Fear and suspense,
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This review is from: Sold down the River (Benjamin January) (Mass Market Paperback)
Benjamin January used to be a slave. Although he is now a free man he accepts a commission from his previous owner to pretend to be a slave in order to solve a mystery at the plantation. Ben is very frightened to revisit the world from which he has escaped but he is persuaded to take on the task by the knowledge that he might prevent suffering to other slaves. Although he has allies, things start to go wrong very soon after he begins his investigation and he is in real danger of having to live the slave life for real.
This is a harrowing book in places. The author has done her research and has managed to conjour up brilliantly the atmosphere of a place where people are bought and sold and have no value except for their labour. She has not dwelled on particular and unusual cruelty but tried to convey what ordinary life might have been like in this situation. Not all the slaves are "good" and not all the free people are "bad" but the system, the law and the circumstances are soul destroying to those caught up in them. Ben's fear and vulnerability are very well depicted as well as his poverty and his lack of choices because of his colour.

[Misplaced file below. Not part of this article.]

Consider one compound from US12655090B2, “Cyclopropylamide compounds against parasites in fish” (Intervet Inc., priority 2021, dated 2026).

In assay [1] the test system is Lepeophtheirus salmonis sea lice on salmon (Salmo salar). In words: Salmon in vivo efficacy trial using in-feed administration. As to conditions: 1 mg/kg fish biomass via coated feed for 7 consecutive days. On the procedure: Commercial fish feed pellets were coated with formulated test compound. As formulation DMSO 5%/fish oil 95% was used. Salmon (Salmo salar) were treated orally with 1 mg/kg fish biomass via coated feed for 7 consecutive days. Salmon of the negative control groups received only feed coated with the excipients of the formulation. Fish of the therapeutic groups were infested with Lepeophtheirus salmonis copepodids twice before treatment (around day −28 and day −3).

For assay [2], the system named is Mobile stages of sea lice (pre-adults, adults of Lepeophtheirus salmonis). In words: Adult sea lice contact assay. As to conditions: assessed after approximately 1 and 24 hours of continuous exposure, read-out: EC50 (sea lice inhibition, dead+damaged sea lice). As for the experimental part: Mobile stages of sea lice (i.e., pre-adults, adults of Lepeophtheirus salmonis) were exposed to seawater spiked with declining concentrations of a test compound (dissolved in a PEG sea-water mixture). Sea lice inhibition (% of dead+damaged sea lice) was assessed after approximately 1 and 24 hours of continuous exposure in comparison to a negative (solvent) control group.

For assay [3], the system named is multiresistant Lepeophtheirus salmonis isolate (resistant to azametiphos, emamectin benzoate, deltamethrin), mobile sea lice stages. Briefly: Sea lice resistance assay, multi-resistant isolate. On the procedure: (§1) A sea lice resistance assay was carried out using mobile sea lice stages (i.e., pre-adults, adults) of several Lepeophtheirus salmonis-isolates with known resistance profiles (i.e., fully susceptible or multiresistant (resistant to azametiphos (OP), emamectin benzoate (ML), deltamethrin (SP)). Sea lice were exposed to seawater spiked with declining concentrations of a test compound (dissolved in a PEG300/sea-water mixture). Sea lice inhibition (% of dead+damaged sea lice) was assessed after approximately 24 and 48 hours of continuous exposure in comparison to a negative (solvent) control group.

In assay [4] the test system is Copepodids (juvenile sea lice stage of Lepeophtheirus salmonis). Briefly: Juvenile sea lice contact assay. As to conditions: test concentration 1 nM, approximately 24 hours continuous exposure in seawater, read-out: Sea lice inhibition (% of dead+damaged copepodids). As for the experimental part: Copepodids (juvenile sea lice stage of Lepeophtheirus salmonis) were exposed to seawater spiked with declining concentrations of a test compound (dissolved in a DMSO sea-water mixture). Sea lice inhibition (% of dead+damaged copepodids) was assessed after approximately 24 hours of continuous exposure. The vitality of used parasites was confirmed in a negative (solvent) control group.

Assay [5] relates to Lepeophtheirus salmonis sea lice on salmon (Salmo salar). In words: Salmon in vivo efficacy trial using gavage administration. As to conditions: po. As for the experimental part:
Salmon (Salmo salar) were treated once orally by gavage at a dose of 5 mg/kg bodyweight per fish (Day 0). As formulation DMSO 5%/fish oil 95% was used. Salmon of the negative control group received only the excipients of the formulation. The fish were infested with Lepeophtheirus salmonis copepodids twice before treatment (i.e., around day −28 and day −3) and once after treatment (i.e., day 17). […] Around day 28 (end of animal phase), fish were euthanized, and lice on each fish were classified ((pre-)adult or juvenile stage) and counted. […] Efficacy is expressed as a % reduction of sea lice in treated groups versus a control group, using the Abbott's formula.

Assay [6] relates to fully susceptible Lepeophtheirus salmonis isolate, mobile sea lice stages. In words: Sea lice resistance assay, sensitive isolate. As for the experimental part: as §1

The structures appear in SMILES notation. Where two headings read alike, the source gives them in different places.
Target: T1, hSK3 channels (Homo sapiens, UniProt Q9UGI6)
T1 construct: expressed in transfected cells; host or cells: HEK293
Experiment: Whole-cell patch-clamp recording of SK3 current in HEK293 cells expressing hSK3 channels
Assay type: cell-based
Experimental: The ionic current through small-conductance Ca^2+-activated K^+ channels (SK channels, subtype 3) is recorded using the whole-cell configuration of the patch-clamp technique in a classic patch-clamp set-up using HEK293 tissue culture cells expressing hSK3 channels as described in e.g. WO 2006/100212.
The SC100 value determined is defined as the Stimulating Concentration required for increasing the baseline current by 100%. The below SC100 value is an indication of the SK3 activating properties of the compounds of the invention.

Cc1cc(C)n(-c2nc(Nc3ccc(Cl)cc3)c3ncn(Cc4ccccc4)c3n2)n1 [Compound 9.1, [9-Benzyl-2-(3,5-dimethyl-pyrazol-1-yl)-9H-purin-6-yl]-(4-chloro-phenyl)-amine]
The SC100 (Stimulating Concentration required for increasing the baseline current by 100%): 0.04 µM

The story of the life of the slaves on the plantation rather overwhelms the mystery in places but this makes for a strong and multi-faceted novel which is about much more than just the discovery of the culprit. It is full of tension and a tangible sense of peril for Ben which kept me on the edge of my seat as events progressed. There is a depth and a power in this book which you don't always find in a suspense novel and it addresses head-on the evil which was the ownership of one person by another and all its consequences.
Intelligent and gripping reading.